Carette for Bassett-Lowke gauge III hand enamelled European outline live steam loco Lady of the Lake with 6 wheel tender and 2 coaches circa 1904 After the turn of the century the company expanded even further, despite a fire in the factory in 1903 that caused a setback. The storage buildings of the factory were completely destroyed by the fire along with the raw materials and supplies. The engine House and the actual factory building were saved and restored. On July 28, 1900 Carette had gotten a British patent for an improved gear slide for model locomotives. Lithographed tinplate model locomotives were followed by more substantial steam-powered models, and Georges struck up a working relationship with Bassett-Lowke to supply models designed for the British market. Carette then made a good deal of carriages for the English market. They were very elegant and the reality was artistically interpreted. Around 1904 George Carette created a gauge 1 model locomotive for Bassett-Lowke called The Lady of the Lake. It was a simple, beautiful and a reliable example of Carette for Bassett-Lowke gauge III Stirling Single Live Steam Locomotive and tender workmanship from Germany. It was a Ramsbottom 2-2-2 configuration with oscillating cylinders and an externally fired boiler. This is commonly considered to be the first ever commercial semi-scale model mass-produced in the form of an actual prototype. Later came gauge II and III equivalents, the Claud Hamilton and the Smith Compound, and a squat gauge III Stirling single. Up until this time, toy trains were very retrospective and whimsical in design. By 1900 there was a shift in taste for realism over fantasy. George Carette's gauge III #1619 Smith Compound North Eastern Railway 4-4-0 is believed to have followed the original builder's blueprints of the prototype. The model was constructed entirely of iron castings and thus had a difficult time moving much other than itself. Nevertheless, it was a handsome locomotive and the first German made gauge III piece to be offered by Bassett-Lowke. Carette produced the largest of the commercial model coaches in gauge III for Bassett-Lowke in the form of an NER (North Eastern Railway) 1st and 3rd class coach and a luggage brake van. Both were finely lithographed.

Carette 1 gauge #2350 Clockwork 4-4-0 Compound Locomotive & Tender circa 1900 Carette saw its most innovative period between 1905-1914. In the early 1900's, in an attempt to cater to the American toy market, Carette came out with the #2350 1 gauge 4-4-0 Compound Locomotive in both clockwork and live steam versions. It was fitted with a cowcatcher for the United States consumers. The moniker of compound locomotive comes from its design where there was a pair of piston rods on each side of the engine. The double-cylinder design was a form of compounding that was first employed on prototype steam locomotives in the United States around 1900. The high-pressure cylinder was superimposed on the low-pressure cylinder on each side of the machine. Each pair of piston rods drove a common crosshead and connecting rod, thus avoiding a crank axle, which was the alternative for driving a four-cylinder machine. The efficiency of this configuration was not to be surpassed for many years. Ironically, only the clockwork version of Carette's model employed the dual cylinder design. The live steam version had a single functioning cylinder on each side of the locomotive. The Carette model was highly detailed, and the clockwork mechanism was robust with both forward and reverse gearing. The tender featured three opening tool compartments and an opening water reservoir. It measured 23 inches in length.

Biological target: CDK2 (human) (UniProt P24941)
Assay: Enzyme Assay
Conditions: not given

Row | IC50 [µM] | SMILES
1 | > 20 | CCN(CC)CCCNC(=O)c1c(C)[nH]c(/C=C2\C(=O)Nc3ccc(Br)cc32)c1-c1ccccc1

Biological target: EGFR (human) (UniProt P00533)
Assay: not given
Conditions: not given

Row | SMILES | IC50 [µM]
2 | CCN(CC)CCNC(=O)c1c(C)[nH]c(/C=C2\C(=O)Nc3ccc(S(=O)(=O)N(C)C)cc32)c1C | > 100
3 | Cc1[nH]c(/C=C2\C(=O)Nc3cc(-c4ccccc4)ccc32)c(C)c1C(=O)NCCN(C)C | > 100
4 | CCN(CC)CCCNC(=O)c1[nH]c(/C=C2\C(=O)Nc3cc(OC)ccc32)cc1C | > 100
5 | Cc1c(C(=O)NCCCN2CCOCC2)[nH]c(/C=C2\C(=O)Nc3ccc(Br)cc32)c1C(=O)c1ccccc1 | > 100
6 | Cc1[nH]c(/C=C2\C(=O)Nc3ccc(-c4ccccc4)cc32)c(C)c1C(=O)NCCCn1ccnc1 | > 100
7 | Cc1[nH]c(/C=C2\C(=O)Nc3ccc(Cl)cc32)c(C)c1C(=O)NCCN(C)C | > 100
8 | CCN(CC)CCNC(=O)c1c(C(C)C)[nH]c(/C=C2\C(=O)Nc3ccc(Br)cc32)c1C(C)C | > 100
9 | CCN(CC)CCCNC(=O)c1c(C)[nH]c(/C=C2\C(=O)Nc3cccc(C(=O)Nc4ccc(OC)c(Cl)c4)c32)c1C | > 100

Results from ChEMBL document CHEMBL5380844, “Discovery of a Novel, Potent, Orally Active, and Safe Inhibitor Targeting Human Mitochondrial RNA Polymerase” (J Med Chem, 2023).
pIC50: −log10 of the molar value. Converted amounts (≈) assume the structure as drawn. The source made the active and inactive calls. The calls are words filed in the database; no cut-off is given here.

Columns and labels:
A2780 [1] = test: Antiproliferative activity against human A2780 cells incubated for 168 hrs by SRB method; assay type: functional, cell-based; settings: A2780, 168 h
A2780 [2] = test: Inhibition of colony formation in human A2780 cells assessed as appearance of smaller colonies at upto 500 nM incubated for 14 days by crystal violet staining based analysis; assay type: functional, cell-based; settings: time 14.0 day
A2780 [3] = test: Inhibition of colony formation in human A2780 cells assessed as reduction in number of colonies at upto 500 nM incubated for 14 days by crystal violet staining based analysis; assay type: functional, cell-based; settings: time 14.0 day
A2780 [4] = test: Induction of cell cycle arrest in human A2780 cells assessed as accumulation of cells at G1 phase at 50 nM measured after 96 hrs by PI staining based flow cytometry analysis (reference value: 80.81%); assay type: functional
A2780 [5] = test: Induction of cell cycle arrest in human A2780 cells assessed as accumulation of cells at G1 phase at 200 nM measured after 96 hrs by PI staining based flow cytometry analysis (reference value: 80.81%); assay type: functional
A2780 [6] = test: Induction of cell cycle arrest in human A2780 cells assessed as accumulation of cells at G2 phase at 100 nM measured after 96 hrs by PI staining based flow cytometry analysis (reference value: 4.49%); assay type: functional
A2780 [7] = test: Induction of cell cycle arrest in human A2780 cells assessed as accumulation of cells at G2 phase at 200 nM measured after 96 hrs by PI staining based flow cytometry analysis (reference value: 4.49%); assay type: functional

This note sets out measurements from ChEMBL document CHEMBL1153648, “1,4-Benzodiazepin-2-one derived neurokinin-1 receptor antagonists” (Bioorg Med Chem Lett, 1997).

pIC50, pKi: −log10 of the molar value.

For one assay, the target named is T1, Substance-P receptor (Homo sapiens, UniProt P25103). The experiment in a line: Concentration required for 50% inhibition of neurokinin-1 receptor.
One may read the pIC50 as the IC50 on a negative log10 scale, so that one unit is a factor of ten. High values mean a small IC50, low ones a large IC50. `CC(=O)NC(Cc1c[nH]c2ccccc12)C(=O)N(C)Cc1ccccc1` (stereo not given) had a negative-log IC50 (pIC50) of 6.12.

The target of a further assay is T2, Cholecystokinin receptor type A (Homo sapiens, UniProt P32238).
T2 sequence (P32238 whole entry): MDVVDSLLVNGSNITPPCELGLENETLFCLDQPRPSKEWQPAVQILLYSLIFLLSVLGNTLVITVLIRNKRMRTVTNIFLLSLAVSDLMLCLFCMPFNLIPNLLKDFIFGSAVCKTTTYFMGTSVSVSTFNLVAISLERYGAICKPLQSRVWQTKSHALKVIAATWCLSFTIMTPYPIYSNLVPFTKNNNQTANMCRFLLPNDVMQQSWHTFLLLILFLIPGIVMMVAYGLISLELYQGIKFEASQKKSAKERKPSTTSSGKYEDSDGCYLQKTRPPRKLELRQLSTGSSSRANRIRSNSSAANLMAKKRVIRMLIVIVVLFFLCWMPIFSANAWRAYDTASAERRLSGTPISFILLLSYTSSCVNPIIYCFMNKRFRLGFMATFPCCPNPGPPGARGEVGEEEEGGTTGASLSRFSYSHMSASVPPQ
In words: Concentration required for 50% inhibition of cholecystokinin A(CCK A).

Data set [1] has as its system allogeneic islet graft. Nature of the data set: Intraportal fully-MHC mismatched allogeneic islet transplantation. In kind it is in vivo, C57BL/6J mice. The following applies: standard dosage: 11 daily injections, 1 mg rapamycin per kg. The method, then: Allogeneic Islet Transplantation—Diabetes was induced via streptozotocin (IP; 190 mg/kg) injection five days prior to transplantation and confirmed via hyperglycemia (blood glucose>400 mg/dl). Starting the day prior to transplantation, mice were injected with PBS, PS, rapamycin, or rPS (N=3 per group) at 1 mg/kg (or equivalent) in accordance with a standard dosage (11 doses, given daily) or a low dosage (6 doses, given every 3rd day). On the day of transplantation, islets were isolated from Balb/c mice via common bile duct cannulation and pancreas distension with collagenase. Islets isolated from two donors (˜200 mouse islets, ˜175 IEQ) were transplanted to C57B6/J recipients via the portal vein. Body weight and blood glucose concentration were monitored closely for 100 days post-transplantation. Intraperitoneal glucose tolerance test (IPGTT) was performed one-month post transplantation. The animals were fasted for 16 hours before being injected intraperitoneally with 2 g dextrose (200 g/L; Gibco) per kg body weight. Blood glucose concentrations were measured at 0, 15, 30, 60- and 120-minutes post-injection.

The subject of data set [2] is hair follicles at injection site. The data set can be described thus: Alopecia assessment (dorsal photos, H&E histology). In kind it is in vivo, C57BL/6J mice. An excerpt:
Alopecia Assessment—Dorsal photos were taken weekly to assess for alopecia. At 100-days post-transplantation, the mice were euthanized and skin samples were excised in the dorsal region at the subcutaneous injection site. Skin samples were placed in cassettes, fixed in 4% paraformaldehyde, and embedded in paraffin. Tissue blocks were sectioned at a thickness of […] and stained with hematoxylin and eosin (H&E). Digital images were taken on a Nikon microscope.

Carette for Basset-Lowke Caledonian Railway Clockwork loco and tender in 'O' gauge circa 1910 In 1910, the Caledonian Railway gave an order for 30,000 clockwork 'O' gauge models in ¼" scale to Basset-Lowke. This became a sub-contract with Georges Carette to produce the well-finished lithographed tinplate models of a Caledonian Railway locomotive and West Coast carriage. These model trains were sold as a marketing exercise in conjunction with the Caledonian Railway at bargain prices through stands at railway stations. The Carette factory was justifiably proud of the range of printing processes that they had mastered for applying to tinplate, and Carette's "printed tin" pieces are often notable for their bright colours and the amount of sharp detail. Sometimes this was sophisticated and restrained (such as on the rich blue Cardean loco), and sometimes, when a more toyish look was required, it could be used to produce a cartoonish level of overdetailing that made one forget that the physical shape of the toy was actually quite simple. By 1911, the Carette factory had about 450 employees. In addition to the Nüremberg factory showroom, Carette & Cie. now had showrooms in London at 8 Fitsbury Square, in Berlin at Ritterstrasse 93, in Hamburg at Hopfenmarkt 1, in Paris at 64 Rue de Turenne, and in Vienna at Mariahilferstrasse 19/21.